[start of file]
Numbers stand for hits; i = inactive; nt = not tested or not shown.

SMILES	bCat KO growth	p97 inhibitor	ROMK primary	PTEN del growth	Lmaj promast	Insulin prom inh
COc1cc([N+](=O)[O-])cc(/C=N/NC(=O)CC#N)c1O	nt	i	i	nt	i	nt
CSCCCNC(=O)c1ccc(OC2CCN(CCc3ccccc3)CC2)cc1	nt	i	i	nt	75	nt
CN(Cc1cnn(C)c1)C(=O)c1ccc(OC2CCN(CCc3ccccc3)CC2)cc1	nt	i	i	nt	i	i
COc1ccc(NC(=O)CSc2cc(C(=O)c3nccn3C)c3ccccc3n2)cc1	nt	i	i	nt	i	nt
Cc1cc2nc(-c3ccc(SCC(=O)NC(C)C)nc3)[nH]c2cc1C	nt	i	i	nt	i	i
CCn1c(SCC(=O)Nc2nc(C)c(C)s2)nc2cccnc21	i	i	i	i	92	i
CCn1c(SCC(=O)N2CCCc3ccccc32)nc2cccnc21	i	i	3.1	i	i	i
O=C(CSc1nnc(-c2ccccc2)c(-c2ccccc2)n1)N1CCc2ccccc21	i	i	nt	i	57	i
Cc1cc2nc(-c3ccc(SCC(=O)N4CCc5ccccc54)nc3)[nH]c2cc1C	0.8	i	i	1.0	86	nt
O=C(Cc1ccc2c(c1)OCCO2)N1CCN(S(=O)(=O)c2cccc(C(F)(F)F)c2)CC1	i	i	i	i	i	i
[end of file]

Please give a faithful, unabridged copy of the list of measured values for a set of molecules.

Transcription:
Numbers stand for hits; i = inactive; nt = not tested or not shown.

SMILES	bCat KO growth	p97 inhibitor	ROMK primary	PTEN del growth	Lmaj promast	Insulin prom inh
COc1cc([N+](=O)[O-])cc(/C=N/NC(=O)CC#N)c1O	nt	i	i	nt	i	nt
CSCCCNC(=O)c1ccc(OC2CCN(CCc3ccccc3)CC2)cc1	nt	i	i	nt	75	nt
CN(Cc1cnn(C)c1)C(=O)c1ccc(OC2CCN(CCc3ccccc3)CC2)cc1	nt	i	i	nt	i	i
COc1ccc(NC(=O)CSc2cc(C(=O)c3nccn3C)c3ccccc3n2)cc1	nt	i	i	nt	i	nt
Cc1cc2nc(-c3ccc(SCC(=O)NC(C)C)nc3)[nH]c2cc1C	nt	i	i	nt	i	i
CCn1c(SCC(=O)Nc2nc(C)c(C)s2)nc2cccnc21	i	i	i	i	92	i
CCn1c(SCC(=O)N2CCCc3ccccc32)nc2cccnc21	i	i	3.1	i	i	i
O=C(CSc1nnc(-c2ccccc2)c(-c2ccccc2)n1)N1CCc2ccccc21	i	i	nt	i	57	i
Cc1cc2nc(-c3ccc(SCC(=O)N4CCc5ccccc54)nc3)[nH]c2cc1C	0.8	i	i	1.0	86	nt
O=C(Cc1ccc2c(c1)OCCO2)N1CCN(S(=O)(=O)c2cccc(C(F)(F)F)c2)CC1	i	i	i	i	i	i